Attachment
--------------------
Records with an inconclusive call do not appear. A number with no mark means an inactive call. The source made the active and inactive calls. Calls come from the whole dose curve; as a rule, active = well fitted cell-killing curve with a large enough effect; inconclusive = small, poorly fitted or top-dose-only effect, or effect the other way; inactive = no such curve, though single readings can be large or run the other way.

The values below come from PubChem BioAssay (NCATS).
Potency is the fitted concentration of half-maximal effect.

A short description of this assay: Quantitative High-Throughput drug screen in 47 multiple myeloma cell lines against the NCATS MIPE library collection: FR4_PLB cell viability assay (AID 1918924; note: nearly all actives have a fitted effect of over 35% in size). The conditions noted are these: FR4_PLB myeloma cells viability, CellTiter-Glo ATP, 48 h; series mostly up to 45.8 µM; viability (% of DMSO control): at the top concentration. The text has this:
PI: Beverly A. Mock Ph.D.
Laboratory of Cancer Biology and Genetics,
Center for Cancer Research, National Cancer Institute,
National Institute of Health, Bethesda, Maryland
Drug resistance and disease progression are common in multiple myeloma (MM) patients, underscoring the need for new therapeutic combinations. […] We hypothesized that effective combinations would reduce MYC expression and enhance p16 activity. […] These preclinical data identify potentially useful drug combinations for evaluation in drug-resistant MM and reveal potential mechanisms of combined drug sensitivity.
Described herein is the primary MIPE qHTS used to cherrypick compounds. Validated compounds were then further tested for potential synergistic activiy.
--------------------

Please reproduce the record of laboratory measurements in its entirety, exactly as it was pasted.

Records with an inconclusive call do not appear. A number with no mark means an inactive call. The source made the active and inactive calls. Calls come from the whole dose curve; as a rule, active = well fitted cell-killing curve with a large enough effect; inconclusive = small, poorly fitted or top-dose-only effect, or effect the other way; inactive = no such curve, though single readings can be large or run the other way.

The values below come from PubChem BioAssay (NCATS).
Potency is the fitted concentration of half-maximal effect.

A short description of this assay: Quantitative High-Throughput drug screen in 47 multiple myeloma cell lines against the NCATS MIPE library collection: FR4_PLB cell viability assay (AID 1918924; note: nearly all actives have a fitted effect of over 35% in size). The conditions noted are these: FR4_PLB myeloma cells viability, CellTiter-Glo ATP, 48 h; series mostly up to 45.8 µM; viability (% of DMSO control): at the top concentration. The text has this:
PI: Beverly A. Mock Ph.D.
Laboratory of Cancer Biology and Genetics,
Center for Cancer Research, National Cancer Institute,
National Institute of Health, Bethesda, Maryland
Drug resistance and disease progression are common in multiple myeloma (MM) patients, underscoring the need for new therapeutic combinations. […] We hypothesized that effective combinations would reduce MYC expression and enhance p16 activity. […] These preclinical data identify potentially useful drug combinations for evaluation in drug-resistant MM and reveal potential mechanisms of combined drug sensitivity.
Described herein is the primary MIPE qHTS used to cherrypick compounds. Validated compounds were then further tested for potential synergistic activiy.